Olympics Blog

News about the Summer and Winter Games

« Previous Post | Olympics Blog Home | Next Post »

Angela Ruggiero isn't getting older -- she's getting better

October 16, 2009 |  2:49 pm

Like most athletes as they age, three-time U.S. Olympic hockey medalist Angela Ruggiero of Simi Valley realized that her 29-year-old body wasn’t rebounding as quickly as it used to after games and workouts.

Intent on helping Team USA return to gold-medal glory in February at the Vancouver Games, she worked out with male hockey players this summer at the Athletes Performance training facility at the Home Depot Center in Carson. She emerged leaner and stronger—and believes she might have added 10 years to her playing career.

Ruggiero spent May, June, July and part of August at Athletes Performance as the only woman in a training group that included Chris Drury of the New York Rangers, George Parros of the Ducks, Orange County-raised Richard Park of the New York Islanders, former King Noah Clarke—now playing in Switzerland--and other pro players.

She said she lost eight pounds of fat and added six pounds of muscle, all while enjoying the work.

“For me it was really cool,” she said from Spokane, Wash., where the U.S. women’s national team will face Canada tonight at 7 in a game televised by the NHL Network.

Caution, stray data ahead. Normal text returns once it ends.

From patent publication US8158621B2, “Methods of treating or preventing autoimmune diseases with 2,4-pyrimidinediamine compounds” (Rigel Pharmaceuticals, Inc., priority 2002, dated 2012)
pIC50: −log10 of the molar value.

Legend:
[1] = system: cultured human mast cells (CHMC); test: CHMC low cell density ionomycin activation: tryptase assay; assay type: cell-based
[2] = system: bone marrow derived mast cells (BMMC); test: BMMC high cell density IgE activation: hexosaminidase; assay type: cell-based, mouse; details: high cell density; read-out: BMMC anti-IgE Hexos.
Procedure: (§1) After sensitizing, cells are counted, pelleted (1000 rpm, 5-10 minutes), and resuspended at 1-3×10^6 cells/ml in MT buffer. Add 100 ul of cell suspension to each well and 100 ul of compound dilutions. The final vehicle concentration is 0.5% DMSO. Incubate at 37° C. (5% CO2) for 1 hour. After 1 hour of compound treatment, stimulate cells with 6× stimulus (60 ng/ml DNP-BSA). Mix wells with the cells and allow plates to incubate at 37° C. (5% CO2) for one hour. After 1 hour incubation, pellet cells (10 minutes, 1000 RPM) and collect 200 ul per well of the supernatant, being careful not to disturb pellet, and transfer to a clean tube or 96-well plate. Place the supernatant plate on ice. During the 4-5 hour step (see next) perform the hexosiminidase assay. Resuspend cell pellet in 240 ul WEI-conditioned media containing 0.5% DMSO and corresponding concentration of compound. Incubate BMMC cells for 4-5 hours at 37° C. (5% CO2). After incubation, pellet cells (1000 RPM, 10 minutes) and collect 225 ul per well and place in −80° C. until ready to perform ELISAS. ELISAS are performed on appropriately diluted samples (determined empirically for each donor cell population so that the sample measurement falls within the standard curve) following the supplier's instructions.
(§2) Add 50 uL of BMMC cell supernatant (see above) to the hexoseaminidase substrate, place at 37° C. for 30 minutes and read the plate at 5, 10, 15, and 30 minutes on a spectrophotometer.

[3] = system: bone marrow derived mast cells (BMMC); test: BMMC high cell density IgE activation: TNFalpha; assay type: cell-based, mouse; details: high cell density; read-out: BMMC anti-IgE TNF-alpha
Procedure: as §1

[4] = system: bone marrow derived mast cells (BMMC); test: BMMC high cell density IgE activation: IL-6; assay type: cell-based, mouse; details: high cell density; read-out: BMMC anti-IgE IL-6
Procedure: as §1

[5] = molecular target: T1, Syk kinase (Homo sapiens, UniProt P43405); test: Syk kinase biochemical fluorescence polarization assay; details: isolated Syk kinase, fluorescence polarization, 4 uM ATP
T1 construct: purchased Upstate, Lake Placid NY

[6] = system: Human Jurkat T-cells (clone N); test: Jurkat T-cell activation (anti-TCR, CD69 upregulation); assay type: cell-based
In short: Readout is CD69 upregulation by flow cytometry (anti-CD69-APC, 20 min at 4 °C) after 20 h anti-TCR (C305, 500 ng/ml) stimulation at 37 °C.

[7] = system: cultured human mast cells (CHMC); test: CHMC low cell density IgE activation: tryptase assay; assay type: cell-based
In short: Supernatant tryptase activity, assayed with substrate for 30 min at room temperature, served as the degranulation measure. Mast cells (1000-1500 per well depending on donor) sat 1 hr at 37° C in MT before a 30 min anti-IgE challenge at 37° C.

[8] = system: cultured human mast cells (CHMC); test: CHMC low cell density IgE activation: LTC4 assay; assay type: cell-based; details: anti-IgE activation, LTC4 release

“I actually played against Noah growing up in California, when I played in Pasadena, so it was really neat for me not only to train with pro guys but train with some of the guys I grew up playing against. Now we’re all adults and still playing hockey, so it was kind of a thrill there.

“I’m 29 years old, I’ve played in three Olympics and done quite a bit of off-ice training in my lifetime but this was definitely the best summer training I’ve ever had.”

Varying her workouts helped, she said, as did the intense drills and being pushed by the guys.

“I spent two, 2½ hours in there each day and I felt I got something out of it each and every day,” she said. “It wasn’t just going through the motions or just trying to get through a workout. We were actively engaged in each and every exercise. Their philosophy was just amazing. The technology they have is second to none….

“Really, it was like I was a little kid because I felt that I was learning something every day and challenging myself in a way that I hadn’t been able to do before. When I got to training camp in August I felt better than I ever have.”

The U.S. and Canada are fierce rivals in women's hockey. The U.S. women lost their last game against Canada, 3-1, on Oct. 5 but have won six of the teams' last nine games. The U.S. is ranked No. 1 in the world now but will go to the Olympics as the second seed based on its ranking after the 2008 world championships.


“Which is fine by us,” Ruggiero said. “All the pressure’s on their shoulders because they’re the defending gold medalists and they’re hosting the Olympics and that’s their national sport. So I think there’s more pressure on their side, but our team has high standards.”


-- Helene Elliott

Comments 

Advertisement










Video